Energy firm Drax is set to trial carbon-capturing technology that could keep the fizz in British beer supplies following the CO2 shortage that struck breweries and pubs earlier this summer
The biggest power station in Britain has teamed up with the country’s largest trade body for pubs to see if it can keep the bubbles in our beers after the carbon dioxide (CO2) shortage this summer.
Drax, the owner of the power station near Selby, North Yorkshire, will start trials of a Bioenergy Carbon Capture and Storage (BECCS) scheme in the next few months – a project the firm claims could make the renewable power it generates carbon-negative.
Drax claims it could also help breweries and pubs access CO2 in the future, following a CO2 shortage this summer that left beers flat.
The British Beer & Pub Association, the largest trade association for the drinks and hospitality sector, met with Drax to discuss the scheme.
BBPA chief executive Brigid Simmonds said: “Beer is the nation’s favourite alcoholic beverage and on average pubs serve as much as 10 million pints of beer per day, so the recent shortfall of CO2 was most unwelcome.
“We hope that these discussions with Drax Group and the potential to increase access to a new source of CO2 in the UK will help ensure that a shortage does not happen again.”
How capturing carbon will help prevent another CO2 shortage
The six-month trial could see as much as a tonne of CO2 captured and store every day from generator units powered by biomass.
A tonne of CO2 could put the fizz in some 32,000 beers every day, or 5.7 million over the project’s six month lifespan.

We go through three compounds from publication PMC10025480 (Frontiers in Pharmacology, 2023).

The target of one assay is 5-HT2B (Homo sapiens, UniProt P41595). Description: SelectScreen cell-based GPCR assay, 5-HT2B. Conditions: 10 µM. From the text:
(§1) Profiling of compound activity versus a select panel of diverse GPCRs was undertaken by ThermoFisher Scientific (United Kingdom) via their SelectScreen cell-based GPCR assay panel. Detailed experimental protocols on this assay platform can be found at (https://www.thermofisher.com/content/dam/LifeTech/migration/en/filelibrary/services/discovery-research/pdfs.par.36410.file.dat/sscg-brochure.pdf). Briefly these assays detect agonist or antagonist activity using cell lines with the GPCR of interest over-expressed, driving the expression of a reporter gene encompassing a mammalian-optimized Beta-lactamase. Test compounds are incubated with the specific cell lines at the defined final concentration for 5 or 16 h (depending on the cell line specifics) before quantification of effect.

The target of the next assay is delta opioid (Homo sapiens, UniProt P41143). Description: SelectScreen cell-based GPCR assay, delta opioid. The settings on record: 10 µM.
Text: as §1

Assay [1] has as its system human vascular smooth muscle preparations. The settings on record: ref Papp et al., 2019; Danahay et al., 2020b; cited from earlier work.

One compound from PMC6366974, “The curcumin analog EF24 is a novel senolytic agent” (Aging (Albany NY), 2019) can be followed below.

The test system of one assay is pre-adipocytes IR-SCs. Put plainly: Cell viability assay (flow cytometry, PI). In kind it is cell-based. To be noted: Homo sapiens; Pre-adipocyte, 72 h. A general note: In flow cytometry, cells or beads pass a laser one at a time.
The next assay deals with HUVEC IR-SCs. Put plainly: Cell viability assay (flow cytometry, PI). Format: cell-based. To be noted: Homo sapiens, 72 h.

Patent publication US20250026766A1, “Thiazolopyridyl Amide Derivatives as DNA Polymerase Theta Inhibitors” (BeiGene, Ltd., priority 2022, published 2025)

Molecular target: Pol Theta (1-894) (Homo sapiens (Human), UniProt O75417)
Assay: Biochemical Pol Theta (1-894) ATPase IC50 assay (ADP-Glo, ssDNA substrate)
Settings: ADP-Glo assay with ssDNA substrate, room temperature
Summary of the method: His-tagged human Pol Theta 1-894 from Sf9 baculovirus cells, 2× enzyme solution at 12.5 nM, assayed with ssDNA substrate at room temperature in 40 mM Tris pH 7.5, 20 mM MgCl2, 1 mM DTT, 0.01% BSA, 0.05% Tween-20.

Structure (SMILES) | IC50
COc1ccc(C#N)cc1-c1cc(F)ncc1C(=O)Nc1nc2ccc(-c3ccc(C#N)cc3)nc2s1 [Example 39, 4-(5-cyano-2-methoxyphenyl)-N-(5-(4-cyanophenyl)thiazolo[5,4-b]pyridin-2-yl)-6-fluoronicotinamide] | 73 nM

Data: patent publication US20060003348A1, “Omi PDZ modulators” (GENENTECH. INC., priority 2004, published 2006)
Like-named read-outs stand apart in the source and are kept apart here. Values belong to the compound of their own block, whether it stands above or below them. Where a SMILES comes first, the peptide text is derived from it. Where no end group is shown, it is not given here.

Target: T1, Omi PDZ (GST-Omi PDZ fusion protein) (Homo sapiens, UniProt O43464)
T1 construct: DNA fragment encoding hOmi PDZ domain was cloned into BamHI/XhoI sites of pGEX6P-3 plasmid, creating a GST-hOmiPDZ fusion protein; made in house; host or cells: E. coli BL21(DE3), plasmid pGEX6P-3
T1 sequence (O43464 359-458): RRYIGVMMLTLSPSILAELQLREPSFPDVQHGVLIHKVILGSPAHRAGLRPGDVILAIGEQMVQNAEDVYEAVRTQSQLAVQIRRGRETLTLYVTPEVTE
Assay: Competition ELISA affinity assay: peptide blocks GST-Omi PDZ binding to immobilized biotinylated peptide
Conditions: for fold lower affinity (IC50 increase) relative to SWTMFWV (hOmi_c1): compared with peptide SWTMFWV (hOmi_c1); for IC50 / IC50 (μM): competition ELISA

Drax said the technology may be scaled up to capture more CO2, should the trial prove to be a success.
Drax Group chief executive Will Gardiner said: “We’re excited to be discussing our BECCS project with the BBPA.
“This pilot not only has the potential to ensure the UK meets its climate targets, but for the carbon captured to also help to keep the nation’s beer from going flat – and we’d certainly raise a glass to that.”
Drax has invested £400,000 in the trial and is working with C-Capture, the Leeds-based company behind the technology.
An Energy Technology Institute report published in 2016 predicted that BECCS technology could capture 55 million tonnes of net negative emissions in the UK by 2050 – around half the country’s emissions target.
The British beer CO2 shortage
Beer was rationed in the UK by wholesaler Booker earlier this summer due to a shortage of CO2 fit for consumption.
The wholesaler supplied several of the country’s major convenience store chains, including Premier, Budgens and Londis.
The brewing company Heineken faced disruption as some of its brands were reportedly affected by the CO2 shortage.
Pub chain Wetherspoons claimed the John Smith’s and Strongbow brands were out of stock in some of its pubs.
Fertilizer Week claimed that consumers could have waited until September for ammonia and CO2 supplies to come back onto the market.